I am cutting this first “rug” off. After finishing the ends and hemming the little rug, I will see if adjustments are needed before weaving the rest of the warp. It’s the details I’m interested in–sett, weft density, finished dimensions, selvedges, design, balance of color, size of hem. All of these assessments affect my plans for the remaining warp. I am excited about weaving more of these mini rugs! I smile to think of it.

Small rosepath rag rug sample.
Warp is tied on and ready for weaving the next small rag rug.
Mini rosepath rag rug with favorite coffee mug. Karen Isenhower
Favorite artisan coffee mug is right at home on the cute little rug. Finished rag rug measures 6 x 10 1/2″ / 15 x 26.5cm.

The Lord is intricately involved in the lives of those who belong to Him. He delights in details that require His guidance. It is as if the Lord is holding my hand, especially when I need guidance to navigate life’s challenges. The Lord delights in helping us. After all, what He is making is much more exciting than anything found on our looms.

May you find delightful details in the work of your hands.

Happy weaving,

Storm Troopers in a Rag Rug?

There are some crazy prints embedded in my rag rugs. I buy cotton fabric in five-yard lengths. When I scan the fabric bolts at the store, I look for specific colors and interesting patterns. More prints make it into my rugs than solid colors.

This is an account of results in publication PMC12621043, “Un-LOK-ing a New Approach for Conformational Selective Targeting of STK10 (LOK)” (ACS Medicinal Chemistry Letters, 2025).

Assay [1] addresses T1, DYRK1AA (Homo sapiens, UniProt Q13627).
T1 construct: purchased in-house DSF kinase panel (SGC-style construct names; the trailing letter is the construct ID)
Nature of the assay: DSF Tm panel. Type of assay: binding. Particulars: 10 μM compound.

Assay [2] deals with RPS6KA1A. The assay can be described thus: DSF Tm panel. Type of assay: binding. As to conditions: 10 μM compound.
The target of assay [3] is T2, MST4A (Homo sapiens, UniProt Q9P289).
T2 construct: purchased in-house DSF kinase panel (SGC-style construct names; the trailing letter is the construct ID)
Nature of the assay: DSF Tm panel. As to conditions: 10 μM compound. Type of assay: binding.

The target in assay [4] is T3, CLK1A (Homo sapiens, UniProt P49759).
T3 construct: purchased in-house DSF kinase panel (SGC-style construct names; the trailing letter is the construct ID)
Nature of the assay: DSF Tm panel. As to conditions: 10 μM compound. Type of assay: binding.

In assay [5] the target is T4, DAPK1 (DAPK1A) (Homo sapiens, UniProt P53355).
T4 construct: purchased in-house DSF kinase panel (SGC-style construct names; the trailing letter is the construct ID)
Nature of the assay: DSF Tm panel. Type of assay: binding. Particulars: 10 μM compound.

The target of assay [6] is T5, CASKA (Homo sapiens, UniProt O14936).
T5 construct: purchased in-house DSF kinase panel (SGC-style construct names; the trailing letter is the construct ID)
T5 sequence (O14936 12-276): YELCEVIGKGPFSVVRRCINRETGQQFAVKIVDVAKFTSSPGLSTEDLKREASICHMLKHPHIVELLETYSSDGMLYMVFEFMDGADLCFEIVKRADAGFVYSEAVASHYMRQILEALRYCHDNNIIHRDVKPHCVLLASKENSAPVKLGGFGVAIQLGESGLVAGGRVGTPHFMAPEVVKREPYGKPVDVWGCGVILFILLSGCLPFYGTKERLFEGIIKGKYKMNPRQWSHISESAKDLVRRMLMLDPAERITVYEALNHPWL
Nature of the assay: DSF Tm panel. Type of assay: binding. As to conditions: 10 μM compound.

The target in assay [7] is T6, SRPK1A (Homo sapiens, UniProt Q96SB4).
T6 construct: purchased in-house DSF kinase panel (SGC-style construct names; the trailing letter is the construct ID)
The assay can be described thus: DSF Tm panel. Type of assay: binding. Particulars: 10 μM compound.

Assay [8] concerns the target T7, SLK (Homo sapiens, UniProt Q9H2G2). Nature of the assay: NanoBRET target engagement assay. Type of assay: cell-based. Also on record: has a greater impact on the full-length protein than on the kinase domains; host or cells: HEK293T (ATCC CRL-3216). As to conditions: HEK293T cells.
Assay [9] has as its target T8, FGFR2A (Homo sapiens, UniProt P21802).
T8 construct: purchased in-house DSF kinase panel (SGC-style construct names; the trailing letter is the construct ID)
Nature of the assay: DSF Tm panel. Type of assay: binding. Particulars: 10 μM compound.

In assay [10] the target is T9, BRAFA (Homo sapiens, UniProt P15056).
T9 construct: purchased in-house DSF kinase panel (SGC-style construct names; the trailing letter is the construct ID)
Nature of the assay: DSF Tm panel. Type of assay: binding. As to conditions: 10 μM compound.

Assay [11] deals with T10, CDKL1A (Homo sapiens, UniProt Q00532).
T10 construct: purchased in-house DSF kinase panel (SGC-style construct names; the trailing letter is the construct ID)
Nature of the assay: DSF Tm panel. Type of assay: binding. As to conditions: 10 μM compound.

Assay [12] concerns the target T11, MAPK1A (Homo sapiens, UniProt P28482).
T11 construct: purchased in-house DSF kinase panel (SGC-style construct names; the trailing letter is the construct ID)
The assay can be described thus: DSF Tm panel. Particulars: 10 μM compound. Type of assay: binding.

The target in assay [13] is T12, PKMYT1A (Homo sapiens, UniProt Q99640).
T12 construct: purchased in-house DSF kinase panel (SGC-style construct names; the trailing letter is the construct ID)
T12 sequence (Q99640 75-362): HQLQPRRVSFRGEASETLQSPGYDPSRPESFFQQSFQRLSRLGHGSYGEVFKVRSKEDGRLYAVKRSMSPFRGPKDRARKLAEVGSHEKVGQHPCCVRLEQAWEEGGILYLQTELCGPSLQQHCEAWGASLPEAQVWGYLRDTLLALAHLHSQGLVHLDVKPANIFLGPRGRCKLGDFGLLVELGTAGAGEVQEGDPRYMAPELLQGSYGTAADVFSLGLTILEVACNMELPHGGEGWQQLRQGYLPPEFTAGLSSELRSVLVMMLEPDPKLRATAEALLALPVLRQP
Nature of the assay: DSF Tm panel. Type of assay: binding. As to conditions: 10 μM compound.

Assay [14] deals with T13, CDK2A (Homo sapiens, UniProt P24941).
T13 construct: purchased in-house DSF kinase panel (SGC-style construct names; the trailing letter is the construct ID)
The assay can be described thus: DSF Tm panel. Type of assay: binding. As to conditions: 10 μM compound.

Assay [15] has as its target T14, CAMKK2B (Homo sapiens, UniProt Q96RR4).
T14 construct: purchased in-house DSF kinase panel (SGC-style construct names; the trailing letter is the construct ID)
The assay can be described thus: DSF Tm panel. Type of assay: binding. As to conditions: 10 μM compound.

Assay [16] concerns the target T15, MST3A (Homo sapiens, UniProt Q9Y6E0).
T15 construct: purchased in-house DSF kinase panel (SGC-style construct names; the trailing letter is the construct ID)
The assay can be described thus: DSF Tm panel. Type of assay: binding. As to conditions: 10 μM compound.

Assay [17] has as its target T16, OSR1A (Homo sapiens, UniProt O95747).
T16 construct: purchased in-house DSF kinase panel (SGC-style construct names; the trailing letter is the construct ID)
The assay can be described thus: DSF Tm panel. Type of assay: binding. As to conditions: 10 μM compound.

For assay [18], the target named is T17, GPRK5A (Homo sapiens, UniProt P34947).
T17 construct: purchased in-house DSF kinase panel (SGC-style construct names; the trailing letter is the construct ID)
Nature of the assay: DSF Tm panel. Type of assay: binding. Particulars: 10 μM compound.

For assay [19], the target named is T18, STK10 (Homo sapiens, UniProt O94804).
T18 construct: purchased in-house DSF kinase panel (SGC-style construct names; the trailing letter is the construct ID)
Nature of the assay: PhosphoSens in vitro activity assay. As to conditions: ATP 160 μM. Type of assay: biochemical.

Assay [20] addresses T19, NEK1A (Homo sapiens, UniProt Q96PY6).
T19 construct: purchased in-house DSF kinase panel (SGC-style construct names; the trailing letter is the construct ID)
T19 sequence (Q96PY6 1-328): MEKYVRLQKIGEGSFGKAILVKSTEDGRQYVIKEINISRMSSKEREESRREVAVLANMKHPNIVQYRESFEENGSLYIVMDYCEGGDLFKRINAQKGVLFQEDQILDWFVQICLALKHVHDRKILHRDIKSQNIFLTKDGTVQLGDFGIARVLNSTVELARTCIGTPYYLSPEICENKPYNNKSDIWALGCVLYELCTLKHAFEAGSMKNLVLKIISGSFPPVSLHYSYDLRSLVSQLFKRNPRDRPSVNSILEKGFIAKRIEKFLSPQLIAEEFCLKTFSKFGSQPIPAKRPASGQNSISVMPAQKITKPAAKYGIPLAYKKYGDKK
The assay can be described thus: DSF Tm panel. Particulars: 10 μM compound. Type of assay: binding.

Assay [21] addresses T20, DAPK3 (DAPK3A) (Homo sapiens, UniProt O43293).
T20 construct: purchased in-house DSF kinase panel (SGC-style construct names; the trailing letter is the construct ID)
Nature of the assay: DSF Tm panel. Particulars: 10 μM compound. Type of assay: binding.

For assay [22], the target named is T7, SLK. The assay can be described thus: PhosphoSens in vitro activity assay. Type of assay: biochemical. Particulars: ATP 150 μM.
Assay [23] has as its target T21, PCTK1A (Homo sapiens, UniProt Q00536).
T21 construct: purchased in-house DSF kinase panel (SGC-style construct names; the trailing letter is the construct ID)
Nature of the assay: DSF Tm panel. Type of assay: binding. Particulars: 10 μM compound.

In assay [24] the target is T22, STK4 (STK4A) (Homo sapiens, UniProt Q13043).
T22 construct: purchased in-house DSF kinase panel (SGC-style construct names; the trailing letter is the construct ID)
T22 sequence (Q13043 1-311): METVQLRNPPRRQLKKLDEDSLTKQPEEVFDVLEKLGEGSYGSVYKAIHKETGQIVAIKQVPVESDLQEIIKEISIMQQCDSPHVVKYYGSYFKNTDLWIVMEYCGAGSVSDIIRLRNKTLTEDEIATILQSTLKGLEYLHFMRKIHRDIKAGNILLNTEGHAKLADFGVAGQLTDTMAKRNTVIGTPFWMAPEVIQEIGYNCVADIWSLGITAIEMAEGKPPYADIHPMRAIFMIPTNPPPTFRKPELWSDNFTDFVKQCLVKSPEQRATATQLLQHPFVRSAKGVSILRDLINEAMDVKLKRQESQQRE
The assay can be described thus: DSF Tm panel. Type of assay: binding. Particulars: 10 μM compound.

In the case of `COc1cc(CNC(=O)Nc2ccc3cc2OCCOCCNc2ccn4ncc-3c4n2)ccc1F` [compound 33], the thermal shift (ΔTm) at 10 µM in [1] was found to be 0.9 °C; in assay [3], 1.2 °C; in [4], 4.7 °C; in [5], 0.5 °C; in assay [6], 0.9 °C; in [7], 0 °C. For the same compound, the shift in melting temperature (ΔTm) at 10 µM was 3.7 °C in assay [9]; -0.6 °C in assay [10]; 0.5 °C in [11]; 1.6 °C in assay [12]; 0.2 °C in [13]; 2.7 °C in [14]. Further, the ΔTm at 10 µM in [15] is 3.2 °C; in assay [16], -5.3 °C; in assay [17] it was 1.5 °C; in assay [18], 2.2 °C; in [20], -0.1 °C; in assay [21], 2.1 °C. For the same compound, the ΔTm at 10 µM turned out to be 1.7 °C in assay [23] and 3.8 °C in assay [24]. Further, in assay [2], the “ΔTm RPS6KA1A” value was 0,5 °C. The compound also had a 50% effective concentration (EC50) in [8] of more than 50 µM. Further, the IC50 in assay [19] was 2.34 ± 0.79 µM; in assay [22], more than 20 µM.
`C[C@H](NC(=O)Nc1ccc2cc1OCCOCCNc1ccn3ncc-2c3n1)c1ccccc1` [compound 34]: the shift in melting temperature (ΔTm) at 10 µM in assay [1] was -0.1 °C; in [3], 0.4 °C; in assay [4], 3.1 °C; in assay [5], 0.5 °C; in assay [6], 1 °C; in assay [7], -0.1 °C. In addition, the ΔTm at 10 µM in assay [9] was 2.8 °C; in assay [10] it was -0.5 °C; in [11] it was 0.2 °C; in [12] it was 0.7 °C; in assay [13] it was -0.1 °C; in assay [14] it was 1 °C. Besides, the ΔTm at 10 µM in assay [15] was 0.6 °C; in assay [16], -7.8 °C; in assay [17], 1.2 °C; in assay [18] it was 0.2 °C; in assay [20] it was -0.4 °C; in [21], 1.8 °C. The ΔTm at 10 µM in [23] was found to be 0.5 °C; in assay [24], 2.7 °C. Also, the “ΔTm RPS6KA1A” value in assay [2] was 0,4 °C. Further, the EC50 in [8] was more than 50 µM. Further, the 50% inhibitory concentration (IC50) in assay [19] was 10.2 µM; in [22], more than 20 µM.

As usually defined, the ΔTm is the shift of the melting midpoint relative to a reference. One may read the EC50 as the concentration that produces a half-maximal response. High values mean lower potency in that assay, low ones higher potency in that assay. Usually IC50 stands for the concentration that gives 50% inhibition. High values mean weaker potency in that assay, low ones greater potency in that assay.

Fabric for another interesting rag rug!
Drawn to a bolt of fabric with a touch of blue on a mostly-white background, I was surprised to find the popular sci-fi vehicles in the print. Storm Troopers can hide in plain sight on this rug.

Unusual prints can add hidden surprises to a rug. Take Star Wars prints, for example. No one will know that the Millenium Falcon or Storm Troopers are in the finished rug. After all, the fabric has been sliced into strips, and is used only intermittently as weft and inlay. But the weavershe knows, and smiles about it. Am I a Star Wars fanatic? No, not by a long shot. I selected the fabric for its colors and effect. I wanted to make something new out of these popular movie prints.

Rag rug with rya knots and loops.
Where are the Storm Troopers? There are a few hiding among the rya strips, and some are in the weft rows that stand out as black and white.
Creating loops on a rag rug.
Loops are created on the rug, using a wooden dowel. And a five-yard strip of Millenium Falcon fabric waits on the ski shuttle, ready to be hidden in the weave.

This is what our Savior does for us. Jesus takes us as we are and makes us completely new. We each come marked with unusual prints, and wonder what can be made of us. Jesus is not patching and fixing things, leaving us in our original state. He is making something completely new. Our personality and individual features are still there, for our Grand Weaver finds a way to make them into something good. Perhaps he smiles at the thought.